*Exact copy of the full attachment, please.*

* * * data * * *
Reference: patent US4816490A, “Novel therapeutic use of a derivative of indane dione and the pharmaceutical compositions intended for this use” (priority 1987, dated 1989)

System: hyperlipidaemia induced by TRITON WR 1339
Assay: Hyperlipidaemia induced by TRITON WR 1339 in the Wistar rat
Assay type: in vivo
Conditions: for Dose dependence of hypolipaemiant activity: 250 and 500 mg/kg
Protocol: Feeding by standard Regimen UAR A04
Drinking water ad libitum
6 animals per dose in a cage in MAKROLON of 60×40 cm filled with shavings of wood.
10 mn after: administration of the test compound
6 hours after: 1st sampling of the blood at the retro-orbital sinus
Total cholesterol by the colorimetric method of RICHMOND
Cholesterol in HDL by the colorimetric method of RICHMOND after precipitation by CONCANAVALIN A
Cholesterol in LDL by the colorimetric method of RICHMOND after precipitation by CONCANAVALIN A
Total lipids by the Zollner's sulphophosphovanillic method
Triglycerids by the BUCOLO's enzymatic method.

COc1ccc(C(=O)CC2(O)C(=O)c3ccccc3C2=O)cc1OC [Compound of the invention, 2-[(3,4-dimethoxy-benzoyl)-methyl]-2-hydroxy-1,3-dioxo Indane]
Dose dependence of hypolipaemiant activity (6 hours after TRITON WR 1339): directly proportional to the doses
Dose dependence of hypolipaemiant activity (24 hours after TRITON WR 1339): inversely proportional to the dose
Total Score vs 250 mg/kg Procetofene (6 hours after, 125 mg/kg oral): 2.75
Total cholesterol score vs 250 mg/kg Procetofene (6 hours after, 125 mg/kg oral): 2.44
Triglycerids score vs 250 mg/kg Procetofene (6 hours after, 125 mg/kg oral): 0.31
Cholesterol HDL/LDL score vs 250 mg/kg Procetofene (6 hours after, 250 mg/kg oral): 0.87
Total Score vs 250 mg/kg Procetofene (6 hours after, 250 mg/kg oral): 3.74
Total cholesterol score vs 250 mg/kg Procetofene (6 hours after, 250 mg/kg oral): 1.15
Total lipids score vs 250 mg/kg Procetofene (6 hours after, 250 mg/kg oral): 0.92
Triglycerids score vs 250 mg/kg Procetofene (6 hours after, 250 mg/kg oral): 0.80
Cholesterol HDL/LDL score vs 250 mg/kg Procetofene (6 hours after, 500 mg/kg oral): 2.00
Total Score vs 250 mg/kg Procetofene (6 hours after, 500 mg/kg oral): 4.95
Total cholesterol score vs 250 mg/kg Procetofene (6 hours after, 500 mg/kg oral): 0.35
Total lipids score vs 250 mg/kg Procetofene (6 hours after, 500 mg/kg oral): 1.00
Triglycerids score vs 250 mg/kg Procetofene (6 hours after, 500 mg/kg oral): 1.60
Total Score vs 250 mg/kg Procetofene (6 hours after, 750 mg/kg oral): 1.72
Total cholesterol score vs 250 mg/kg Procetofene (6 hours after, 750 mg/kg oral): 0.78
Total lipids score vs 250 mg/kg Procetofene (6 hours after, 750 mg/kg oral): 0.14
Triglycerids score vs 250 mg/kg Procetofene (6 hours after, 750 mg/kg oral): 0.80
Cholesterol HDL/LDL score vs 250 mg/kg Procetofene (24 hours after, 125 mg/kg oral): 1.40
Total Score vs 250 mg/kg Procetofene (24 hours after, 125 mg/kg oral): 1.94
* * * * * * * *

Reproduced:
Reference: patent US4816490A, “Novel therapeutic use of a derivative of indane dione and the pharmaceutical compositions intended for this use” (priority 1987, dated 1989)

System: hyperlipidaemia induced by TRITON WR 1339
Assay: Hyperlipidaemia induced by TRITON WR 1339 in the Wistar rat
Assay type: in vivo
Conditions: for Dose dependence of hypolipaemiant activity: 250 and 500 mg/kg
Protocol: Feeding by standard Regimen UAR A04
Drinking water ad libitum
6 animals per dose in a cage in MAKROLON of 60×40 cm filled with shavings of wood.
10 mn after: administration of the test compound
6 hours after: 1st sampling of the blood at the retro-orbital sinus
Total cholesterol by the colorimetric method of RICHMOND
Cholesterol in HDL by the colorimetric method of RICHMOND after precipitation by CONCANAVALIN A
Cholesterol in LDL by the colorimetric method of RICHMOND after precipitation by CONCANAVALIN A
Total lipids by the Zollner's sulphophosphovanillic method
Triglycerids by the BUCOLO's enzymatic method.

COc1ccc(C(=O)CC2(O)C(=O)c3ccccc3C2=O)cc1OC [Compound of the invention, 2-[(3,4-dimethoxy-benzoyl)-methyl]-2-hydroxy-1,3-dioxo Indane]
Dose dependence of hypolipaemiant activity (6 hours after TRITON WR 1339): directly proportional to the doses
Dose dependence of hypolipaemiant activity (24 hours after TRITON WR 1339): inversely proportional to the dose
Total Score vs 250 mg/kg Procetofene (6 hours after, 125 mg/kg oral): 2.75
Total cholesterol score vs 250 mg/kg Procetofene (6 hours after, 125 mg/kg oral): 2.44
Triglycerids score vs 250 mg/kg Procetofene (6 hours after, 125 mg/kg oral): 0.31
Cholesterol HDL/LDL score vs 250 mg/kg Procetofene (6 hours after, 250 mg/kg oral): 0.87
Total Score vs 250 mg/kg Procetofene (6 hours after, 250 mg/kg oral): 3.74
Total cholesterol score vs 250 mg/kg Procetofene (6 hours after, 250 mg/kg oral): 1.15
Total lipids score vs 250 mg/kg Procetofene (6 hours after, 250 mg/kg oral): 0.92
Triglycerids score vs 250 mg/kg Procetofene (6 hours after, 250 mg/kg oral): 0.80
Cholesterol HDL/LDL score vs 250 mg/kg Procetofene (6 hours after, 500 mg/kg oral): 2.00
Total Score vs 250 mg/kg Procetofene (6 hours after, 500 mg/kg oral): 4.95
Total cholesterol score vs 250 mg/kg Procetofene (6 hours after, 500 mg/kg oral): 0.35
Total lipids score vs 250 mg/kg Procetofene (6 hours after, 500 mg/kg oral): 1.00
Triglycerids score vs 250 mg/kg Procetofene (6 hours after, 500 mg/kg oral): 1.60
Total Score vs 250 mg/kg Procetofene (6 hours after, 750 mg/kg oral): 1.72
Total cholesterol score vs 250 mg/kg Procetofene (6 hours after, 750 mg/kg oral): 0.78
Total lipids score vs 250 mg/kg Procetofene (6 hours after, 750 mg/kg oral): 0.14
Triglycerids score vs 250 mg/kg Procetofene (6 hours after, 750 mg/kg oral): 0.80
Cholesterol HDL/LDL score vs 250 mg/kg Procetofene (24 hours after, 125 mg/kg oral): 1.40
Total Score vs 250 mg/kg Procetofene (24 hours after, 125 mg/kg oral): 1.94